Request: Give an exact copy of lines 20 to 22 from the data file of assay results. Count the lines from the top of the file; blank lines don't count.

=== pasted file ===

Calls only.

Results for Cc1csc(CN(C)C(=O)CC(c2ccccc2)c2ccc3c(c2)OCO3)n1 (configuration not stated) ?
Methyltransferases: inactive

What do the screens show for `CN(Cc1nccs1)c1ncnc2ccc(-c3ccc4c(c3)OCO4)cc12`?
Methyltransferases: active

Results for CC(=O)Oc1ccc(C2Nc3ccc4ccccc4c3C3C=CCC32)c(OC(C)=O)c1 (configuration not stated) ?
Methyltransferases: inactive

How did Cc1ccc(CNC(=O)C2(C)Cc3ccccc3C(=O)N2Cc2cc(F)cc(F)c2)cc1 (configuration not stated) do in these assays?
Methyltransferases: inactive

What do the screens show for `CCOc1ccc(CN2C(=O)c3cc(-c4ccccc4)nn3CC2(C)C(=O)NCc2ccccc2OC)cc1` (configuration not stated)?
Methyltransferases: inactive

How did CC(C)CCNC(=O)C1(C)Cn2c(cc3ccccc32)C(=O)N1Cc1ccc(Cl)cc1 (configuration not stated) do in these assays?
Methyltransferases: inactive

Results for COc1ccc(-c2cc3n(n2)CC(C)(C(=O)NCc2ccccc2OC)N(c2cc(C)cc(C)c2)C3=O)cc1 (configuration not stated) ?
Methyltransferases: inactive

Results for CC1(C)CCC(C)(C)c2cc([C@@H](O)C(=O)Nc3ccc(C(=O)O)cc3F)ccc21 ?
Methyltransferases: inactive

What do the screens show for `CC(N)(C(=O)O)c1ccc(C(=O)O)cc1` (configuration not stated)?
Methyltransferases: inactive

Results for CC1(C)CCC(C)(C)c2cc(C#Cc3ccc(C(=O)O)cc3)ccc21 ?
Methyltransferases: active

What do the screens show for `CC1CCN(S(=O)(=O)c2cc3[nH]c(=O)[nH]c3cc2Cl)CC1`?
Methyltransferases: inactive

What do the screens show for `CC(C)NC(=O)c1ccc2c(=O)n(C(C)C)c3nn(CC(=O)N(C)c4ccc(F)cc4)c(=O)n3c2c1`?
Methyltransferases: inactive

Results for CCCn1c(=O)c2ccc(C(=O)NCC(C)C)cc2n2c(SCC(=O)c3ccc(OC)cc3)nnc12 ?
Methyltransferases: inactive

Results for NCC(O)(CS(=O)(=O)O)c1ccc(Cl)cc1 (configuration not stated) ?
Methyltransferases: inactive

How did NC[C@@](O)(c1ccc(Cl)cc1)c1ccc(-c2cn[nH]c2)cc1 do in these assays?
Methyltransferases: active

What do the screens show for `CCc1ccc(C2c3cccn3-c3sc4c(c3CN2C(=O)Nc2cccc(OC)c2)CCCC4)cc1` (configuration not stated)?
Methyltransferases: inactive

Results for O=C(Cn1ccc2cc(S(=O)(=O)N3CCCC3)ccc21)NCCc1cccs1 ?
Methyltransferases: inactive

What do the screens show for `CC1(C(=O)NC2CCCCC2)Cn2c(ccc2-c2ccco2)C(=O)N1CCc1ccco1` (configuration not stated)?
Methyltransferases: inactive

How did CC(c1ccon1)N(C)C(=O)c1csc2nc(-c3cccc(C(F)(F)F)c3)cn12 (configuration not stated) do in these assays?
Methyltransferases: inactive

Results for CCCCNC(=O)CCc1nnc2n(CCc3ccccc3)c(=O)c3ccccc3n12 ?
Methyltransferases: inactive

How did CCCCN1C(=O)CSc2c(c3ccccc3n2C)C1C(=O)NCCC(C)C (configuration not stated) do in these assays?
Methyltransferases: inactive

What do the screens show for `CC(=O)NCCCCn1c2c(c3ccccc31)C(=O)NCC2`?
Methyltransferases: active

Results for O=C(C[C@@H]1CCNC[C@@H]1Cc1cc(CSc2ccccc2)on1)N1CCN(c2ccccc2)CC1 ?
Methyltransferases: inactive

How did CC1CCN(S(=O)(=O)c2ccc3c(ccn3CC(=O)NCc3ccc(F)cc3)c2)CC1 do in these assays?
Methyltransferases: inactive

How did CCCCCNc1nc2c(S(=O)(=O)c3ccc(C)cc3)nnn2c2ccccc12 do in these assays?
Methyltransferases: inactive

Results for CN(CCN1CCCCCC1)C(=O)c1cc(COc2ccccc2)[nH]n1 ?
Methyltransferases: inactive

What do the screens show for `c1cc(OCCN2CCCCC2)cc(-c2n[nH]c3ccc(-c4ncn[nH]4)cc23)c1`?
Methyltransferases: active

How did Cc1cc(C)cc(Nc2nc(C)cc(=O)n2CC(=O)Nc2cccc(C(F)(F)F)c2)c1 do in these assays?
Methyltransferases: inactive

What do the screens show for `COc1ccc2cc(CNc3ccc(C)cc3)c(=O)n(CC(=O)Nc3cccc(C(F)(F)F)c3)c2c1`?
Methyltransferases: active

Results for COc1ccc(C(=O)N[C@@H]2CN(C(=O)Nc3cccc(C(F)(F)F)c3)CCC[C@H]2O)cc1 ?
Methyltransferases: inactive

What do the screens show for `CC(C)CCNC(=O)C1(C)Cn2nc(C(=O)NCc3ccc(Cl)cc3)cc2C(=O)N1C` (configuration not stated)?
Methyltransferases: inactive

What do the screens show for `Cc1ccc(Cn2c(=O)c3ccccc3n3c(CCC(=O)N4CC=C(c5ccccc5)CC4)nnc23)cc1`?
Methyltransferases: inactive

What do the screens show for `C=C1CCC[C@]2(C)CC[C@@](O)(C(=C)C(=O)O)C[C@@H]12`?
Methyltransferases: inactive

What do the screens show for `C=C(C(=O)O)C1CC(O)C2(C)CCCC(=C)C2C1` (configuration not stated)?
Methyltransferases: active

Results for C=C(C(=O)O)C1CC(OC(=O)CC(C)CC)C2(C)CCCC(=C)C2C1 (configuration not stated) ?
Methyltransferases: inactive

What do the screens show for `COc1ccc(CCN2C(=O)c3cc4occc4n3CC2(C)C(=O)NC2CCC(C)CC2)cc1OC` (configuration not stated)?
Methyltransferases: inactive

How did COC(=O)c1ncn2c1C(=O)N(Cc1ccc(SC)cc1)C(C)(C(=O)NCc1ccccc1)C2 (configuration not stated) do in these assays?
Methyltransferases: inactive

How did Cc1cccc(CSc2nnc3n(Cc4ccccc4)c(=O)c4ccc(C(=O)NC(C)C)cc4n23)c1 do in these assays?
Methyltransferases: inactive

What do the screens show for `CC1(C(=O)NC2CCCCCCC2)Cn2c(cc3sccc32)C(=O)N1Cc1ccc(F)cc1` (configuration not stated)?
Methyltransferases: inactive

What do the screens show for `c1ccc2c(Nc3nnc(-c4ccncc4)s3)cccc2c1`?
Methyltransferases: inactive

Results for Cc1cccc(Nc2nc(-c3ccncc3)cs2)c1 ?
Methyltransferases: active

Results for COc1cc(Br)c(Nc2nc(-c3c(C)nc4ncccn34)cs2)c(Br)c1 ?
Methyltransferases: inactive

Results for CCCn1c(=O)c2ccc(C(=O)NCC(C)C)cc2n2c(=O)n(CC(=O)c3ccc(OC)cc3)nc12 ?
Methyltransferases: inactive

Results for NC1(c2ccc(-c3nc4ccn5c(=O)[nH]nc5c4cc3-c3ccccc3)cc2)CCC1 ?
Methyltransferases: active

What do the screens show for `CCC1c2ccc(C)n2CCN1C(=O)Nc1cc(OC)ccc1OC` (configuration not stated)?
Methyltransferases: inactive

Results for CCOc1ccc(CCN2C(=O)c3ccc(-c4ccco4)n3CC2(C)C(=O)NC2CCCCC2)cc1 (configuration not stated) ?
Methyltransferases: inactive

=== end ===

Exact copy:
Results for CC1(C)CCC(C)(C)c2cc(C#Cc3ccc(C(=O)O)cc3)ccc21 ?
Methyltransferases: active

What do the screens show for `CC1CCN(S(=O)(=O)c2cc3[nH]c(=O)[nH]c3cc2Cl)CC1`?